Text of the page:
The new contract’s aspirations for enhanced care for depressed patients are laudable but underfunded, says Dr Phillip Bland

The prognosis for depression is poor. A multicentre study found that 60% of patients in general practice remained depressed at 12 months.1 Strategies for improving outcomes include screening for depression in high-risk populations and improving compliance through practice nurse shared care.2

Even when patients have responded to antidepressant treatment, approximately 30% will relapse within 12 months.3 There is evidence that cognitive behavioural therapy (CBT) is more effective than antidepressants in preventing relapse.4

Under the enhanced service for depression in the new GMS contract, practices will be funded to "use cognitive behavioural therapy and other non-drug treatments where appropriate.”5 This is laudable, but begs some questions: Who should receive CBT, all patients or a privileged few? Who should provide it, therapists or GPs? Is an annual retainer of £1000 and a payment of £80 per patient realistic for a service incorporating CBT?

Depression is common: an estimated 5-10% of patients attending surgery have major depression.6 CBT is time-consuming, a course usually consisting of between 12 and 20 hour-long sessions.3 To provide CBT for all our newly diagnosed depressed patients would need around 3570 hours of therapist time each year, requiring one therapist for every two GPs.

An alternative is for GPs to acquire skills in brief CBT interventions.7 I recently attended an 8-day course, ‘The Rough Guide to CBT’. I found it rewarding but believe that incorporating CBT into the GP consultation will present formidable problems.

Much of the course focused on the key skill of teaching patients to identify and evaluate their automatic thoughts. I find three questions useful in eliciting these thoughts during a 10-minute consultation: How do you see your life? How do you see yourself? How do you see the future?8

The model of general practice patient management that I was taught can be considered under the headings of reassurance, advice, prescription, referral, investigation, observation and prevention 9 – all things that the GP does. In contrast, in CBT, therapist and patient work as a team.10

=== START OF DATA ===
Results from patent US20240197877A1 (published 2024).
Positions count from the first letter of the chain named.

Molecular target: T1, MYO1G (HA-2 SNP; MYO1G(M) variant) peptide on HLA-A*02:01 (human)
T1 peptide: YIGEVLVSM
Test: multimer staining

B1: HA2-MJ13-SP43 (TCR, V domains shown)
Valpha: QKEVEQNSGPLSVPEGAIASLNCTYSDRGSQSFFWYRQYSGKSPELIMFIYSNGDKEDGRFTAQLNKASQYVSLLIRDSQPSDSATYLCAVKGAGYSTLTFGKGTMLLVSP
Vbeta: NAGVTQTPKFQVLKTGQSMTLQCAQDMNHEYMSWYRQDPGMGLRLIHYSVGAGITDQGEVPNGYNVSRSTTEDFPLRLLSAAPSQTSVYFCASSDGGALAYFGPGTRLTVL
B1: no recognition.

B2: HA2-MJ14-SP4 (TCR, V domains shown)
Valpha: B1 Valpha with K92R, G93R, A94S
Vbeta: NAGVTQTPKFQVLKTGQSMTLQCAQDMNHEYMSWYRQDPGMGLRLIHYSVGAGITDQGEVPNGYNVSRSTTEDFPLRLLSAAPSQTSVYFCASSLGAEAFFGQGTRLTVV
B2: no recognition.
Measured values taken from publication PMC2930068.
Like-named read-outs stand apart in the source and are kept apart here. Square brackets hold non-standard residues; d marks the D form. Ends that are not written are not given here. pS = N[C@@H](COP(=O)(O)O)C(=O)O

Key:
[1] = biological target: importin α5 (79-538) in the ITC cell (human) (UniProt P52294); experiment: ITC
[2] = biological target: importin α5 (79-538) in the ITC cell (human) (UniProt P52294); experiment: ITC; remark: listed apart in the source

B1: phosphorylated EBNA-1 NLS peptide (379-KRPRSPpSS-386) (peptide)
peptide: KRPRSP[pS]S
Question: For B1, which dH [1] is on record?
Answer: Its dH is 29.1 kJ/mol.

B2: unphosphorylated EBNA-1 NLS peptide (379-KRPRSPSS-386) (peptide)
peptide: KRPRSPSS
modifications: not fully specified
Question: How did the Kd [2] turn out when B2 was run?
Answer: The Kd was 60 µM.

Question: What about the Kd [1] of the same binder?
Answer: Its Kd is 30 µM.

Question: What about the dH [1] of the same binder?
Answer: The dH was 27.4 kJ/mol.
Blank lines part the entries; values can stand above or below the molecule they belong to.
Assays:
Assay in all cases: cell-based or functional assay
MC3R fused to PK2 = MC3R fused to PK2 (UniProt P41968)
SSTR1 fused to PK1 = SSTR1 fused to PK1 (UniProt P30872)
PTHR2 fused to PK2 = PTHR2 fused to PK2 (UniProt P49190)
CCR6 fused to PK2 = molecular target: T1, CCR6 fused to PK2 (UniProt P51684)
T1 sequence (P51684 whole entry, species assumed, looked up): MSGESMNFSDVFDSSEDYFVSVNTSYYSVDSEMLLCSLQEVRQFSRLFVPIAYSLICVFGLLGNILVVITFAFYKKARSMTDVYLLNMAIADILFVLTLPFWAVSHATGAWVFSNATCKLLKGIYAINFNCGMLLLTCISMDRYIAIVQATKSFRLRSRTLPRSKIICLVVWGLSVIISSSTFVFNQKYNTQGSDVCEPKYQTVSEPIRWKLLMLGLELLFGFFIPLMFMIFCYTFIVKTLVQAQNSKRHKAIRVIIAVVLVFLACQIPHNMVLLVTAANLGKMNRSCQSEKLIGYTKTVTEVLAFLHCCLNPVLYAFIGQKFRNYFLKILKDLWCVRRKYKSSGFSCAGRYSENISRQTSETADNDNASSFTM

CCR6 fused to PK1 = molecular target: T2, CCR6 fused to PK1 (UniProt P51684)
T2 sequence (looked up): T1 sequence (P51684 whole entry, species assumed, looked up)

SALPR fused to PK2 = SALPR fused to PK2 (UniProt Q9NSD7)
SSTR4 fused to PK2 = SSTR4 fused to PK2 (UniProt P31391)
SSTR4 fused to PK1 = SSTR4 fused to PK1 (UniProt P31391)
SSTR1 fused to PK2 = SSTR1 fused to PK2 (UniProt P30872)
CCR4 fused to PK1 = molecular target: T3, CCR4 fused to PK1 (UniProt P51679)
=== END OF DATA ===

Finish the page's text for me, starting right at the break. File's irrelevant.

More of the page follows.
My approach to cognitive therapy in the consultation is to identify dysfunctional cognitions myself and challenge them, even though this violates the basic principle of CBT that "guided discovery is the engine that drives client learning in cognitive therapy.”10

Is it feasible to adopt CBT in the GP consultation? Doctors and patients feel an intense sense of time pressure.11

Nevertheless, I believe that all depressed patients can potentially benefit from CBT; we must cease to regard it as a specialised treatment for a very few patients referred to secondary care. As for who should provide CBT, there are so few therapists that patients are unlikely to receive it if their GP does not provide it.

I note with irony the new contract’s statement that "GPs need to be able to devote more time to patients with suspected and diagnosed depression”. The funding suggested for enhanced care of depression will enable us to continue to provide practice nurse shared care but is inadequate to provide CBT, whether through therapists or appropriately trained and motivated GPs.


  1. Goldberg D, Privett M, Ustun B, Simon G, Linden M.The effects of detection and treatment on the outcome of major depression in primary care: a naturalistic study in 15 cities. Br J Gen Pract 1998; 48: 1840-4.
  2. Bland PM. Practice nurse input improves care of depressed patients. Guidelines in Practice 2001; 4: 75-81.
  3. Moore RG. Improving the treatment of depression in primary care: problems and prospects. Br J Gen Pract 1997; 47: 587-90.
  4. Gloaguen V, Cottraux J,Cucherat M, Blackburn IM. A metaanalysis of the effects of cognitive therapy in depressed patients. J Affect Disord 1998; 49: 59-72.
  5. Investing in General Practice:The New General Medical Services Contract.
  6. Anderson IM,Nutt DJ, Deakin JFW. Evidence-based guidelines for treating depressive disorders with antidepressants:a revision of the 1993 British Association for Psychopharmacology guidelines. J Psychopharmacol 2000; 14: 3-20.
  7. King M, Davidson O, Taylor F, Haines A, Sharp D, Turner R. Effectiveness of teaching general practitioners skills in brief cognitive behaviour therapy to treat patients with depression: randomised controlled trial. Br Med J 2002; 324: 947-50.
  8. Beck AT. Cognitive therapy and the emotional disorders. New York: International Universities Press, 1976.
  9. McAvoy BR. Patient management. In: Fraser RC (ed). Clinical method: a general practice approach. Oxford: Butterworth-Heinemann, 1992.
  10. Padesky CA. Developing cognitive therapist competency: teaching and supervision models. In Salkovskis PM (ed). Frontiers of cognitive therapy.New York: Guildford Press,1996.
  11. Pollock K,Grime J. Patients’perceptions of entitlement to time in general practice consultations for depression: qualitative study. Br Med J 2002; 325: 687-90.

Guidelines in Practice, May 2004, Volume 7(5)
© 2004 MGP Ltd
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